But as PGS tests all 23 pairs of chromosomes for abnormalities, the sex chromosome make-up is included in the report unless patients request otherwise, said Sunfert Group founder and director Wong Pak Seng.
If the sex chromosomes are abnormal, there may be physical and developmental problems that may not be diagnosed until puberty, he said. “We routinely ask patients at the beginning of the treatment whether they want the gender to be revealed.”
Since March last year, Sunfert has had five patients, aged 38 to 45, who would like to ship their PGS-tested embryos to Singapore. The MOH has asked the centre for more details, Wong said.
Sunfert has shipped two unscreened embryos to Singapore since the borders closed. This is similar to previous years, and shipping costs roughly RM3,000 to RM4,000 (S$960 to S$1,290), he added.
It is a race against time if a pregnancy does not result from all the viable embryos, noted the fertility specialist. With age, couples have fewer eggs that can produce babies, diminished egg quality and a greater risk of complications.
The MOH said it “understands the challenges faced by couples under the current situation, and will facilitate the appeals where possible”.
Of the 370 patients recruited for its PGS pilot programme since 2017, only 120 have had their embryos tested. The high attrition rate is because some patients changed their minds and transferred embryos to their wombs without doing PGS, or froze their embryos instead.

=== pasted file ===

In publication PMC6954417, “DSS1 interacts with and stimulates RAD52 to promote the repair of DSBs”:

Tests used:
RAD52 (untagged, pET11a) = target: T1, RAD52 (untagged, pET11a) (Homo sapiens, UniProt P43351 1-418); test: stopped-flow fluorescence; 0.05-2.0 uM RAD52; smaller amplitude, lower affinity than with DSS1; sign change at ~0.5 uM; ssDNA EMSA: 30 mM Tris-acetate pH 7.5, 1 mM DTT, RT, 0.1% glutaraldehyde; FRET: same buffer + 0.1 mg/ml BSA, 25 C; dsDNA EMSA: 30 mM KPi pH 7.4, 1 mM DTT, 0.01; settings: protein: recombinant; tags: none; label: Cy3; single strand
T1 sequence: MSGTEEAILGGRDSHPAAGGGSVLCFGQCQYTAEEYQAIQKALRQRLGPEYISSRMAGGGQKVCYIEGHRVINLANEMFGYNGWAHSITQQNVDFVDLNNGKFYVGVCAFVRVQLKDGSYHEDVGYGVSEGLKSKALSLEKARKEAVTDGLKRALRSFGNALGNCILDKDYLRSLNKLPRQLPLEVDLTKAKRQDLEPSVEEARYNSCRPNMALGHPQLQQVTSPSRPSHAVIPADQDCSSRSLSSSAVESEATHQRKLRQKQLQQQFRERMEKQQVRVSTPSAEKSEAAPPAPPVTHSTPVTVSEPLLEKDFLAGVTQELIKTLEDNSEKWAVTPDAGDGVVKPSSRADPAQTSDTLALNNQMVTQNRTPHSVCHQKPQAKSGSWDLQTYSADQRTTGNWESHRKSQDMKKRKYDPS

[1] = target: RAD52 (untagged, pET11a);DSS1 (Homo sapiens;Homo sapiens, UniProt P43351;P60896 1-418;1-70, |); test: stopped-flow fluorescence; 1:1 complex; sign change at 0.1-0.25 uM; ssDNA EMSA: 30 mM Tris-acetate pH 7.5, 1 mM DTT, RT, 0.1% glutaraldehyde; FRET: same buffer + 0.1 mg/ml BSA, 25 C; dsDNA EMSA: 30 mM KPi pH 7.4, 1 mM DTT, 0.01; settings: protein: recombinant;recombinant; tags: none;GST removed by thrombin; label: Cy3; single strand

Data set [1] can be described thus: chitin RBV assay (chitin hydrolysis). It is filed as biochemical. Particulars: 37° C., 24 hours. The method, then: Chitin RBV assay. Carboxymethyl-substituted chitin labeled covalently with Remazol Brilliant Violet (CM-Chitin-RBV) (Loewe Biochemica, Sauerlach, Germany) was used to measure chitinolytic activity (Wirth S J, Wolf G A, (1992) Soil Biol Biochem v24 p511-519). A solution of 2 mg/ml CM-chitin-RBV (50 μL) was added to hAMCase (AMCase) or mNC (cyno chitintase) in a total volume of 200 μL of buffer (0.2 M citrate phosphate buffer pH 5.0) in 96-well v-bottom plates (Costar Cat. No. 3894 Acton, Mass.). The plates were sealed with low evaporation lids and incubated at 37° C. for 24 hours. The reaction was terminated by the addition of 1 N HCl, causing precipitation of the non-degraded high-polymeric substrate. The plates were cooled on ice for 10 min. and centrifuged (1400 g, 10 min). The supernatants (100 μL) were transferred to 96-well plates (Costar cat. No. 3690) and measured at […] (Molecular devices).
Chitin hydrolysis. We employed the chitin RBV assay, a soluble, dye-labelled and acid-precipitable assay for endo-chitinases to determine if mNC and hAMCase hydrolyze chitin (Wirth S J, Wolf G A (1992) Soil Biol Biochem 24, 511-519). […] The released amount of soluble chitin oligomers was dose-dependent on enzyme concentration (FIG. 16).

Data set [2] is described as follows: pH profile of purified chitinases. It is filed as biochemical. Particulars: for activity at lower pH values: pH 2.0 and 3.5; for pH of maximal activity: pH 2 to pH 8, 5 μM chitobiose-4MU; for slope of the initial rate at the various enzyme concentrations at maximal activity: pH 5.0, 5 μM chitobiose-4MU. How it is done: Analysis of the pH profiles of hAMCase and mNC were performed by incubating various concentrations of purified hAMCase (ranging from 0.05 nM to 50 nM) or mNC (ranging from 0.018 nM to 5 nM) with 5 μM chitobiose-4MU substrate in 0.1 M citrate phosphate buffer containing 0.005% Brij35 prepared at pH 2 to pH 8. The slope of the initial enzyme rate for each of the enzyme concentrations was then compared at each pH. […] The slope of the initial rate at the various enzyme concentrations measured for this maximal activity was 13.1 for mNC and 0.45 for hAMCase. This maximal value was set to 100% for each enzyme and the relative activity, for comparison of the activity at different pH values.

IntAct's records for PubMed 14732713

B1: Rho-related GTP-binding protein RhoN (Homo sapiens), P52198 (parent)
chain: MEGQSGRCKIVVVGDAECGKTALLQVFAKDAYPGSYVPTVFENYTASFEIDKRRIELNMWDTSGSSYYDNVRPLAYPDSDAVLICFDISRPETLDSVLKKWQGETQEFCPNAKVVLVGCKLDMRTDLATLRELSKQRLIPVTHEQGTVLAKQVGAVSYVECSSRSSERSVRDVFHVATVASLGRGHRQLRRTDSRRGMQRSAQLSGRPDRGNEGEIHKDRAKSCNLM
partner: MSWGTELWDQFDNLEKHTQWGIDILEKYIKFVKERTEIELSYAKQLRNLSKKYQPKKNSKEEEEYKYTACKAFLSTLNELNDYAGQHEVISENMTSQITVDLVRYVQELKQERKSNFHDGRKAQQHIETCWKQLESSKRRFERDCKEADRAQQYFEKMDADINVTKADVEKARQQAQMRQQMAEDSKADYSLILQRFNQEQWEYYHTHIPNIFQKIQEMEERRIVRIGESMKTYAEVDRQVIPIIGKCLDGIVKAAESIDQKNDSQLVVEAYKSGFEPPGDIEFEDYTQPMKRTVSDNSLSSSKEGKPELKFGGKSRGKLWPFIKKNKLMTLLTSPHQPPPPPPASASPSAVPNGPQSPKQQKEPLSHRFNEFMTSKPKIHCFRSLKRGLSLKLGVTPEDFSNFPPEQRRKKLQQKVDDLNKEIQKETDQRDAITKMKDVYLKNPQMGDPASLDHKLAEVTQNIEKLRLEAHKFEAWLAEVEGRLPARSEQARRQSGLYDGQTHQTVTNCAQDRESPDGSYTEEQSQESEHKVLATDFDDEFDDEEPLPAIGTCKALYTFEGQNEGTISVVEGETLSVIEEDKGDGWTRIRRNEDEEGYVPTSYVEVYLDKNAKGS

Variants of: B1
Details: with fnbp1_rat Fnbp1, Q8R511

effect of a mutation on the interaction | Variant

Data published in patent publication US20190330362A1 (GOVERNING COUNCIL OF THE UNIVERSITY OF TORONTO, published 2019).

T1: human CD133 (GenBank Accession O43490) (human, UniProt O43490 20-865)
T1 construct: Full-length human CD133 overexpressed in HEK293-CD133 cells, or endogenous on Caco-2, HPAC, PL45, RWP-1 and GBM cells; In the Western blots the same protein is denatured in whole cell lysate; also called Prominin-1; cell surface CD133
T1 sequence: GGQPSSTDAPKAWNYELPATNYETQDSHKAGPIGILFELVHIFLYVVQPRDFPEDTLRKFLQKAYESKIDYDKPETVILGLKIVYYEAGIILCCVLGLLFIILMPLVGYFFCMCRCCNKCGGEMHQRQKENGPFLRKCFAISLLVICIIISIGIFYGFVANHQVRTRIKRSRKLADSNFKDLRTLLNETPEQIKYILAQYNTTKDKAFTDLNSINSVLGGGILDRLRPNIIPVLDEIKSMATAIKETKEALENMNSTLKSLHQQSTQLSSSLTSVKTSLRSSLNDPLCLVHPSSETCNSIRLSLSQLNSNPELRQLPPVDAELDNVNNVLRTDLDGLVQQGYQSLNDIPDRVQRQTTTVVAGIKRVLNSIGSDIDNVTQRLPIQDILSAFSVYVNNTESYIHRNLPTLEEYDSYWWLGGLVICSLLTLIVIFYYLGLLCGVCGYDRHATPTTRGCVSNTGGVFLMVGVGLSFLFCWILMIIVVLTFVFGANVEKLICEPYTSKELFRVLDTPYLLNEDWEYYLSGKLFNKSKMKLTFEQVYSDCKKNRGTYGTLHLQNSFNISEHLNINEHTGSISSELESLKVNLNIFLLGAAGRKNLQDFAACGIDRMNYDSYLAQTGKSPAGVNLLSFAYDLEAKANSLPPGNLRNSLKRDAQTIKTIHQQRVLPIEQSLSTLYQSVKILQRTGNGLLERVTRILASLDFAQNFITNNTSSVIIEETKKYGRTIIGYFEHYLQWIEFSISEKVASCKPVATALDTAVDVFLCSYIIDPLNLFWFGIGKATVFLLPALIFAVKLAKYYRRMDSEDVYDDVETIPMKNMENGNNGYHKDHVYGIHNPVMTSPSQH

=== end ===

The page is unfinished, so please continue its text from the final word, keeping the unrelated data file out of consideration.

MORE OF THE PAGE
PGS differs from another procedure called pre-implantation genetic diagnosis (PGD), which caters for those who may pass certain inheritable diseases to their children.
Singapore has had a PGD pilot programme since 2005, and it became a mainstream clinical service this month. It is now called pre-implantation genetic testing for monogenic/single gene defects and pre-implantation genetic testing for chromosomal structural rearrangements.
Owing to his chromosomal condition, only the PGD testing has been available to the analyst and his wife. But their fertility treatments since late last year have cost more than S$30,000, as they have maxed out their government subsidies.
They now have a few embryos here, but they want to ship their embryos from Malaysia as a “backup”. They have appealed and are waiting to hear from the MOH.
“I’m doing (PGS) for medical reasons,” said the analyst. “I daresay for people doing PGS, most aren’t there to choose the sex but to ensure that the embryos they’ll transfer are normal.”
Editor's note: The main photo for this story has been changed. The previous photo showed embryonic stem cell therapy instead of an IVF procedure.